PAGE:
No one can accuse President Barack Obama of phoning it in any more. He’s going big, acting on his own to break the logjam in our nation’s capital.
During the last month, he has taken executive action on a climate change deal with China, on fixing our broken immigration system and, last week, on restoring diplomatic relations with Cuba.
“I’m energized. I’m excited about the prospects for the next couple of years,” Obama said Friday in his end-of-the-year news conference before heading to Hawaii for some R&R.
He bragged that “America is making significant strides where it counts,” and he vowed to keep using his executive powers where he sees a big problem that needs addressing. How historic these recent moves end up being — and how good for America — won’t be clear for years yet.
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Still, this renewed activism by Obama is welcome. Friday, he was remarkably ebullient for someone whose job approval rating is in the tank and whose party took a shellacking in the November election.
Maybe he’s just relieved to survive the string of crises this year — the Russian incursion in Ukraine and the Ebola outbreak, to name two. He also sees opportunities to cement his legacy, with only two years left in his presidency. Apparently, he’s not satisfied with a Nobel Peace Prize, as premature as that was in his first year in office.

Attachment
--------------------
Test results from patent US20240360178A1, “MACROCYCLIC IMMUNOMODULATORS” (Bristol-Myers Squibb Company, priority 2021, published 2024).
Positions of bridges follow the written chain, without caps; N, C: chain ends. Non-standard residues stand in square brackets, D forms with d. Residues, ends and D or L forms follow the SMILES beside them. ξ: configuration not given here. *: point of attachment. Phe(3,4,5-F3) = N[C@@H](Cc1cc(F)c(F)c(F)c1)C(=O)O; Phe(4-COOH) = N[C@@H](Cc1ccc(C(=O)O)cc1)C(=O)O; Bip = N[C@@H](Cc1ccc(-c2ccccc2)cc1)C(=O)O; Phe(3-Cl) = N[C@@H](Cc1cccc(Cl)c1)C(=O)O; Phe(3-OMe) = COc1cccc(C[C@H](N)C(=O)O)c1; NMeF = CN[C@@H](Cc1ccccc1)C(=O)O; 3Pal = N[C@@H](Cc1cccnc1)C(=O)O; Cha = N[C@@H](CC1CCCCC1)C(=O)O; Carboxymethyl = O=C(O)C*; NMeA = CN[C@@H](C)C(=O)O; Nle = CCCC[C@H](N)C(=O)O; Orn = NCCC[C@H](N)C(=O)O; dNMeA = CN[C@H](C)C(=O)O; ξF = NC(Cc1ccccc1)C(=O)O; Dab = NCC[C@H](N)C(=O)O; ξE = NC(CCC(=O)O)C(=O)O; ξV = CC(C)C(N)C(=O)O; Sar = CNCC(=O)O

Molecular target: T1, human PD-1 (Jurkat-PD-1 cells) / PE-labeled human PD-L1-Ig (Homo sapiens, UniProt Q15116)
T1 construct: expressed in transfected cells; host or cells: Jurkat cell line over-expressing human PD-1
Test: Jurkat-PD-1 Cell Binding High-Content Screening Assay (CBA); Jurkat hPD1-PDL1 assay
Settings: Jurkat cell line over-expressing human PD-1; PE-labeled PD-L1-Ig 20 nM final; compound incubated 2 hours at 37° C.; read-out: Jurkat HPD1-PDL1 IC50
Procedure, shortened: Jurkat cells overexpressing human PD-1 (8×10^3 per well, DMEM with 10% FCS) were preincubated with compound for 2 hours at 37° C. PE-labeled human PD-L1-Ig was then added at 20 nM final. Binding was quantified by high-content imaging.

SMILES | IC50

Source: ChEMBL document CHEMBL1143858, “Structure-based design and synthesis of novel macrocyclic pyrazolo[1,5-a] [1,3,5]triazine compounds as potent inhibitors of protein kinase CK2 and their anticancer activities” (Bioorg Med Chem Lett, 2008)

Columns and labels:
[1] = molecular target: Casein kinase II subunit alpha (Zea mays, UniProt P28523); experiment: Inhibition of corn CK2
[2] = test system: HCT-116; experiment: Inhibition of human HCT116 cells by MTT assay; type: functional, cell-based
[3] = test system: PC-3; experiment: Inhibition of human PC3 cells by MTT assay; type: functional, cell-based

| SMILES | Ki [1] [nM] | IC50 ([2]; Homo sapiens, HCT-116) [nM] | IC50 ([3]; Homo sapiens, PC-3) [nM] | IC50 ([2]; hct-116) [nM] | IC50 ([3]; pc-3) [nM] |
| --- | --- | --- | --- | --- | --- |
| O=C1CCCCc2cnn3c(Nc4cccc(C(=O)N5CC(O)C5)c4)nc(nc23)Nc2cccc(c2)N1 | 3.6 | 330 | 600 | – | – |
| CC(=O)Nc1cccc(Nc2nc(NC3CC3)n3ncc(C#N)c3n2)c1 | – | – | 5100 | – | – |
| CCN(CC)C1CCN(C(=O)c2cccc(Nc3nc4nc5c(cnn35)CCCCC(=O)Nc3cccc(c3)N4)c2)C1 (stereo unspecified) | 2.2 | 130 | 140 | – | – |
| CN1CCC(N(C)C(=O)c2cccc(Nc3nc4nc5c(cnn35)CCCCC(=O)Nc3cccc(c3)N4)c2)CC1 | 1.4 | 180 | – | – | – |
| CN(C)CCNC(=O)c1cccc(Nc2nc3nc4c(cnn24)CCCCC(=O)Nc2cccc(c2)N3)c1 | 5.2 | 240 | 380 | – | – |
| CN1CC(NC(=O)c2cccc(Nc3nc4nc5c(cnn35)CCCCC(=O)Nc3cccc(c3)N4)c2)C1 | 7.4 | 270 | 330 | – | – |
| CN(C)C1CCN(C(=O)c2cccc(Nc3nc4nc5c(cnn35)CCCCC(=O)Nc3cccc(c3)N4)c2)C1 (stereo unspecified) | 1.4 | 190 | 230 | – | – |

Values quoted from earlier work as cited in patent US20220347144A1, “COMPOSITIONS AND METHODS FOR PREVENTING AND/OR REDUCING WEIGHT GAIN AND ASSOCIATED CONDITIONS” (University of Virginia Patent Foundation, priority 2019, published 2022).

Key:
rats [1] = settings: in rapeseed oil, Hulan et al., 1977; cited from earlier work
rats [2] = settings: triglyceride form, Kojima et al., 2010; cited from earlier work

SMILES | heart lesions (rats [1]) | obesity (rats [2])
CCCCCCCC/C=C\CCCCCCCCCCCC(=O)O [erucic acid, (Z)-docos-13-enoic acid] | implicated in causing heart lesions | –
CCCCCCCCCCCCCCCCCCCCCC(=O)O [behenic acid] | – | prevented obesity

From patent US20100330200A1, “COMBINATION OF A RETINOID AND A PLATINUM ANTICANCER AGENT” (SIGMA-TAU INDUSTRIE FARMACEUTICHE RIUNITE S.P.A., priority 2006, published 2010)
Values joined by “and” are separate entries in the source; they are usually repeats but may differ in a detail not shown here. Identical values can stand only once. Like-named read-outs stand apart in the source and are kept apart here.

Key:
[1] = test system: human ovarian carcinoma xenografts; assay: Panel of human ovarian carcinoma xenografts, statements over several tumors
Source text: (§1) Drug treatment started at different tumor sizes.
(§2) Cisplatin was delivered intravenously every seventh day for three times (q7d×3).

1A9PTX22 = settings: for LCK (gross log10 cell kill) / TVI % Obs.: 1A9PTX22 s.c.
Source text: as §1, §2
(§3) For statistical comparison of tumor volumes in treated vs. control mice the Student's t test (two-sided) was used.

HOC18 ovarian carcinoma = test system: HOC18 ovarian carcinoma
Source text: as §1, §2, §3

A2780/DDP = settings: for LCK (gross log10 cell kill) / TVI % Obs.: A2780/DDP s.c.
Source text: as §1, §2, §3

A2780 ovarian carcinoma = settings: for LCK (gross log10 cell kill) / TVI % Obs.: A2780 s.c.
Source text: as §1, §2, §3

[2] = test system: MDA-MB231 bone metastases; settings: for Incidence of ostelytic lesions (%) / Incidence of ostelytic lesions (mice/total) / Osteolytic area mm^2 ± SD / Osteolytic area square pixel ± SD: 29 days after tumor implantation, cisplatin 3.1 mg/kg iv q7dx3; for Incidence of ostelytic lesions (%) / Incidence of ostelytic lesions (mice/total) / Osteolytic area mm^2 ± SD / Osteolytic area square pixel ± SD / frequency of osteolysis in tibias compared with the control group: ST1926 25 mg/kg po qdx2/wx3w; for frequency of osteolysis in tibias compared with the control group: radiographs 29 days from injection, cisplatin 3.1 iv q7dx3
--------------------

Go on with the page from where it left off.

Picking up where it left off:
When Obama returns from his two-week holiday, there are other legacy issues that deserve his attention. Here’s a big one: rebuilding America’s middle class. Study after study shows that the gap between the wealthiest 1% and the rest of us has widened during and since the Great Recession.
He’s talked a lot about this issue; he needs to follow through with concrete steps. He pledged Friday to pursue making the tax code simpler and fairer, which would help many families, and investing in infrastructure, which would create more jobs.
While he said again that he’s sincere about trying to work with Republicans, who will control the House and Senate come January, he understands it’s going to be awfully difficult to get major legislation passed.
Indeed, Obama may have his hands full just playing defense. Some Republicans keep trying to roll back health care reform, his signature achievement. Some want to block his deportation relief plan. They could try to slow closer ties with Cuba by refusing to fund a full embassy or rejecting Obama’s nominee for ambassador to Havana.
Sure, it would be better if bipartisan cooperation suddenly broke out in Washington, D.C. But as much as Republican leaders might squawk, Obama is showing that he’s willing to use his power and bypass Congress to tackle major issues.
As Obama is reminding us, even lame-duck presidents are relevant.